How To Enjoy The Job You Have Until You Have The Job You Want
Posted by Renita on Tuesday, October 13, 2009
Visit a bookstore and you can find any number of books telling you how to find your dream job (a “dream job” search on Amazon returns 513 results), from using the Internet to using the rules of dating. Clearly, there is a large number of people who do not have their dream job and want help finding it. For most of them, however, the transition will not happen overnight, and what those books don’t share is how to enjoy the job you have in the meantime.
If there’s no escaping the call of work, why not find a way to make the most of it. Any activity, no matter how tedious or unchallenging, can be restructured to create flow conditions.
Here are three strategies I’ve come up with and put to the ultimate test: a temping gig at a Japanese bank where my one and only task was to process requests from corporate clients for balance transfers to be sent to their auditors.
Make It A Game!
Even the most repetitive action becomes more stimulating with the addition of a competitive element, such as a self-imposed time constraint or performance measure. At the bank, for example, I would say to myself, “Okay, I’m going to finish 15 applications by lunchtime,” and then reorder the various steps of the process (signature checks, printing out the statement, calling the client for confirmation, etc.) to minimize delays. My motivation was to completely overwhelm the department where the completed applications were delivered for final processing, and create a backlog on their end. As a result of my efficiency, I was able to negotiate a four-day workweek!
Unless you’re a night-time security guard in a nuclear plant, your work environment inevitably involves interaction with people. While working in (too) close proximity with other people is not ideal for concentration, it can be an excellent opportunity to observe and study human nature in action.
Why not take a step back, pretend you’re Jane Goodall and objectively observe the interactive dynamics of those fascinating creatures, your colleagues: Who’s all talk, no action; who’s quiet but commands real influence; who performs better under stress, who loses it; what are their hot buttons?
Get curious — don’t assume you know why they behave as they do (maybe your boss’s constant posturing is not arrogance but a sense of insecurity?). As a self-anointed behavioral scientist, you should learn very quickly that people act differently than you might under the same circumstances. By making an effort to understand where they’re coming from, you can use this information to smooth and enhance your own interactions with them.
Make It A Consulting Gig!
Do you feel sometimes that you’re working in a Dilbert cartoon? Rather than simmer in helpless frustration, why not put on a consultant’s hat and brainstorm concrete ways the company could improve its operations. (Even if you can’t actually voice the suggestions, it’s still a valuable exercise.)
What would you do if you were put in charge? Ben Zander, in his book The Art of Possibility, relates the story of Eugene Lehner, a long-time violist in the Boston Symphony. Lehner tells how, one day at rehearsal early in his career, the conductor Koussevitsky called on his friend and great composer, Nadia Boulanger, who happened to be in the audience listening, to take over the rehearsal when he was having difficulty getting the results he wanted. In the 43 years since then, Lehner says he hasn’t had a dull moment in rehearsal as he sits wondering what he would say to the orchestra if the conductor suddenly called to him: “Lehner, you come up here and conduct. I want to go to the back of the hall and hear how it sounds.”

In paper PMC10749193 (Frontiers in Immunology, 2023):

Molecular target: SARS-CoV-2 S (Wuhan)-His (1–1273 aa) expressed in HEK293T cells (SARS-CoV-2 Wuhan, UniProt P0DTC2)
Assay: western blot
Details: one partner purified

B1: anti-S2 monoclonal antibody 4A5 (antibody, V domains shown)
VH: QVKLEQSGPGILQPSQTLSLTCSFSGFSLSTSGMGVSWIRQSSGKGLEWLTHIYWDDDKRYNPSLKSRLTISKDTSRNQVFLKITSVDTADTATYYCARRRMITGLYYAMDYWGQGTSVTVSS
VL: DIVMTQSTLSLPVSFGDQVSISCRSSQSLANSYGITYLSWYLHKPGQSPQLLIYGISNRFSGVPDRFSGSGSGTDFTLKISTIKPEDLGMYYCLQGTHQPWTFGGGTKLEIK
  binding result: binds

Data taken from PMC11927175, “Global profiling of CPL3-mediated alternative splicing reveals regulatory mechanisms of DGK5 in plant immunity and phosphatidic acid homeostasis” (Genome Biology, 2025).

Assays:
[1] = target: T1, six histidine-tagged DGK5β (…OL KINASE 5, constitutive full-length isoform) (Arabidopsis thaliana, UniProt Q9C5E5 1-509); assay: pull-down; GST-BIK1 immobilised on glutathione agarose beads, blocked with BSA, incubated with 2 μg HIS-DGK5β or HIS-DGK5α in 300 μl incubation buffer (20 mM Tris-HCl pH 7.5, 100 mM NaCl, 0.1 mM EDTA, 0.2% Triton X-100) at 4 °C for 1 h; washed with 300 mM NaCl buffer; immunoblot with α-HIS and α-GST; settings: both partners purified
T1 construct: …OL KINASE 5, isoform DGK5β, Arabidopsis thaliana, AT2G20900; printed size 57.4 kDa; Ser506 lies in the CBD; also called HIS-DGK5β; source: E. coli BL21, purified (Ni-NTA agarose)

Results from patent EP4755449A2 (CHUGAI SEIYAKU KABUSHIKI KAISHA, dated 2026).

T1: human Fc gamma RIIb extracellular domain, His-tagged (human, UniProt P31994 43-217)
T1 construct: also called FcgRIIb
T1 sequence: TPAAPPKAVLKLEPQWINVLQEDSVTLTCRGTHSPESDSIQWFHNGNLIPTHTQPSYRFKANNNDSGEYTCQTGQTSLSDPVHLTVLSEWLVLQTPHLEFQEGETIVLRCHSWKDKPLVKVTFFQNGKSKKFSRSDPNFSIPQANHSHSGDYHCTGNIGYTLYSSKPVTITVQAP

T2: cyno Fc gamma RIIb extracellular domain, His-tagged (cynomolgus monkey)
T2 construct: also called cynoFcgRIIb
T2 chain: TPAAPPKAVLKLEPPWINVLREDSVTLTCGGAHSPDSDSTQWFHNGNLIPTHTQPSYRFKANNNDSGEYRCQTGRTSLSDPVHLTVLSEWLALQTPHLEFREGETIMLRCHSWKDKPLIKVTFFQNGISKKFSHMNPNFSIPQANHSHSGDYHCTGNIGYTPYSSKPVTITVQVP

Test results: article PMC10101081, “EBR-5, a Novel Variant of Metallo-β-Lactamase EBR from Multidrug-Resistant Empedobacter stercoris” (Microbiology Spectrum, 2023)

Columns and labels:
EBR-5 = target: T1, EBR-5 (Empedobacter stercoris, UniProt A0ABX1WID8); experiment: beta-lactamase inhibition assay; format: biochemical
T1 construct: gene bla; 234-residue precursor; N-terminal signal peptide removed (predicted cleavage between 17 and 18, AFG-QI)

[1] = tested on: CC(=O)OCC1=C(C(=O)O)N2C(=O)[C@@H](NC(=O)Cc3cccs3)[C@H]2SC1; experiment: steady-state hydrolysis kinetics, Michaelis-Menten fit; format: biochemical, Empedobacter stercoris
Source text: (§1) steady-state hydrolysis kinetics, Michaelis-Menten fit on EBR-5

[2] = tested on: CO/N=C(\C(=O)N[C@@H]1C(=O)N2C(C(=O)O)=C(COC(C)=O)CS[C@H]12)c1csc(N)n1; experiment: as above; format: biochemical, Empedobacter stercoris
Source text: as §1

What about the things you actually could change? There’s no company that can’t benefit from improved organization – are there any tracking systems or processes, for example, you can create to increase efficiency? At the Japanese bank, I took it upon myself to redesign the application cover sheet to make it more consistent and easy to fill out. It was just a lowly cover sheet for internal use but the break from autopilot mode was ridiculously satisfying. (And they’re still using it!) More importantly, the ability to identify how things could be done better is a valuable skill, and one that you can apply wherever you go.
In his book Flow, The Psychology of Optimal Experience, former University of Chicago professor Mihaly Csikszentmihalyi tells the story of Joe, a welder who had worked for 30 years on a loud, dirty assembly line manufacturing railroad cars in South Chicago. Joe had achieved the seemingly impossible, transforming the work experience into an enjoyable one through his fascination of discovery. He voluntarily – and with no ulterior motive in being promoted – took it upon himself to master every job in the plant, earning unanimous acknowledgement as the most valuable employee. His disarming explanation of how, since childhood, he had been drawn to things that didn’t work epitomizes the unself-conscious nature of flow: “If I were that toaster and I didn’t work, what would be wrong with me?”
The Secret To Happiness
Performing surgery, because it involves numerous components of flow (clear goals, opportunity to concentrate, direct and immediate feedback, balance between ability level and challenge) is considered a quintessential flow activity. And yet, there are surgeons who find their work boring. Then you have assembly workers like Joe who are enthralled with theirs. It’s encouraging proof that the key to quality of life — and ultimately, happiness — lies not in the external conditions themselves, but how we choose to experience them.